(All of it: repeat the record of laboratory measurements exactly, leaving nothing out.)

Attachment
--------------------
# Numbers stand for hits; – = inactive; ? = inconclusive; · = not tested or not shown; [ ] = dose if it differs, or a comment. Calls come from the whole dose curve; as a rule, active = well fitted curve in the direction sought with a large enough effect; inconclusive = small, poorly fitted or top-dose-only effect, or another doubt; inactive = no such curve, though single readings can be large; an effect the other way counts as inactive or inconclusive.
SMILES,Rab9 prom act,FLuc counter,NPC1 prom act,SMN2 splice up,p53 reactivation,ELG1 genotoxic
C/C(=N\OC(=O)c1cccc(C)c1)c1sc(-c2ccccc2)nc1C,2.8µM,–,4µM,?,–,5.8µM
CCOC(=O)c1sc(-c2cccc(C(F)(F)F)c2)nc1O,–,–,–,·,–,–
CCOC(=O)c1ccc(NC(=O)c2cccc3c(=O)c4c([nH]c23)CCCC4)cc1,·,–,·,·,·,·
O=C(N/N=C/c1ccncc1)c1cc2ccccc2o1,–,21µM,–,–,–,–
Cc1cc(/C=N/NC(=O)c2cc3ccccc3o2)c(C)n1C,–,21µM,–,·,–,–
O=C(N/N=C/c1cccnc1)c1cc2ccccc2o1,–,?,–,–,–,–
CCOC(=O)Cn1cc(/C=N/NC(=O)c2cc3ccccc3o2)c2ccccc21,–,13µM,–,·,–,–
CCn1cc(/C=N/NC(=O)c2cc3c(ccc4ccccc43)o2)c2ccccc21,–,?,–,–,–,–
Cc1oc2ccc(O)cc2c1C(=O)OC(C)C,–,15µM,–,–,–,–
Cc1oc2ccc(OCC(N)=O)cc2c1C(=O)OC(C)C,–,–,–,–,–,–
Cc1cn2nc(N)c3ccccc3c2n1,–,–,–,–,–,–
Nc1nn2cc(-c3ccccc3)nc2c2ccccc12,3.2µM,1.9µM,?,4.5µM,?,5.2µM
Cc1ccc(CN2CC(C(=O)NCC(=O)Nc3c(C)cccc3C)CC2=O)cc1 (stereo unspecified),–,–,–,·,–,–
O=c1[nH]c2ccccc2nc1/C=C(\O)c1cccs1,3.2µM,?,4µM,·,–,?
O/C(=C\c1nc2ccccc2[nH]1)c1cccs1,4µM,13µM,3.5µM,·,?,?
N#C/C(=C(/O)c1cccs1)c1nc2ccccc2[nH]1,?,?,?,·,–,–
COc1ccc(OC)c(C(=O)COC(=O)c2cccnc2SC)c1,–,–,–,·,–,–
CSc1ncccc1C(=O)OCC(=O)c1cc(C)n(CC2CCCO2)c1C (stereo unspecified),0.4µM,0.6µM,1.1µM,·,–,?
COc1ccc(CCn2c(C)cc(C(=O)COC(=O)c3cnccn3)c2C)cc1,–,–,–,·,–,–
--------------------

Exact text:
# Numbers stand for hits; – = inactive; ? = inconclusive; · = not tested or not shown; [ ] = dose if it differs, or a comment. Calls come from the whole dose curve; as a rule, active = well fitted curve in the direction sought with a large enough effect; inconclusive = small, poorly fitted or top-dose-only effect, or another doubt; inactive = no such curve, though single readings can be large; an effect the other way counts as inactive or inconclusive.
SMILES,Rab9 prom act,FLuc counter,NPC1 prom act,SMN2 splice up,p53 reactivation,ELG1 genotoxic
C/C(=N\OC(=O)c1cccc(C)c1)c1sc(-c2ccccc2)nc1C,2.8µM,–,4µM,?,–,5.8µM
CCOC(=O)c1sc(-c2cccc(C(F)(F)F)c2)nc1O,–,–,–,·,–,–
CCOC(=O)c1ccc(NC(=O)c2cccc3c(=O)c4c([nH]c23)CCCC4)cc1,·,–,·,·,·,·
O=C(N/N=C/c1ccncc1)c1cc2ccccc2o1,–,21µM,–,–,–,–
Cc1cc(/C=N/NC(=O)c2cc3ccccc3o2)c(C)n1C,–,21µM,–,·,–,–
O=C(N/N=C/c1cccnc1)c1cc2ccccc2o1,–,?,–,–,–,–
CCOC(=O)Cn1cc(/C=N/NC(=O)c2cc3ccccc3o2)c2ccccc21,–,13µM,–,·,–,–
CCn1cc(/C=N/NC(=O)c2cc3c(ccc4ccccc43)o2)c2ccccc21,–,?,–,–,–,–
Cc1oc2ccc(O)cc2c1C(=O)OC(C)C,–,15µM,–,–,–,–
Cc1oc2ccc(OCC(N)=O)cc2c1C(=O)OC(C)C,–,–,–,–,–,–
Cc1cn2nc(N)c3ccccc3c2n1,–,–,–,–,–,–
Nc1nn2cc(-c3ccccc3)nc2c2ccccc12,3.2µM,1.9µM,?,4.5µM,?,5.2µM
Cc1ccc(CN2CC(C(=O)NCC(=O)Nc3c(C)cccc3C)CC2=O)cc1 (stereo unspecified),–,–,–,·,–,–
O=c1[nH]c2ccccc2nc1/C=C(\O)c1cccs1,3.2µM,?,4µM,·,–,?
O/C(=C\c1nc2ccccc2[nH]1)c1cccs1,4µM,13µM,3.5µM,·,?,?
N#C/C(=C(/O)c1cccs1)c1nc2ccccc2[nH]1,?,?,?,·,–,–
COc1ccc(OC)c(C(=O)COC(=O)c2cccnc2SC)c1,–,–,–,·,–,–
CSc1ncccc1C(=O)OCC(=O)c1cc(C)n(CC2CCCO2)c1C (stereo unspecified),0.4µM,0.6µM,1.1µM,·,–,?
COc1ccc(CCn2c(C)cc(C(=O)COC(=O)c3cnccn3)c2C)cc1,–,–,–,·,–,–